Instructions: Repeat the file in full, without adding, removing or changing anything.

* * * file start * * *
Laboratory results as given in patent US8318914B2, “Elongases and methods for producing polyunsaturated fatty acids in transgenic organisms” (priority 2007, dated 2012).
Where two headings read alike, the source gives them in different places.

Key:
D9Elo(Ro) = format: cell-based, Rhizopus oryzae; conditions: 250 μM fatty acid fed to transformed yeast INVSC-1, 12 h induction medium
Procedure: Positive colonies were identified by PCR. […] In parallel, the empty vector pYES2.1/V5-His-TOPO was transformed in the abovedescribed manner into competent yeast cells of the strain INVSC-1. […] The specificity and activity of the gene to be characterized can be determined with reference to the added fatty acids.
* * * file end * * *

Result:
Laboratory results as given in patent US8318914B2, “Elongases and methods for producing polyunsaturated fatty acids in transgenic organisms” (priority 2007, dated 2012).
Where two headings read alike, the source gives them in different places.

Key:
D9Elo(Ro) = format: cell-based, Rhizopus oryzae; conditions: 250 μM fatty acid fed to transformed yeast INVSC-1, 12 h induction medium
Procedure: Positive colonies were identified by PCR. […] In parallel, the empty vector pYES2.1/V5-His-TOPO was transformed in the abovedescribed manner into competent yeast cells of the strain INVSC-1. […] The specificity and activity of the gene to be characterized can be determined with reference to the added fatty acids.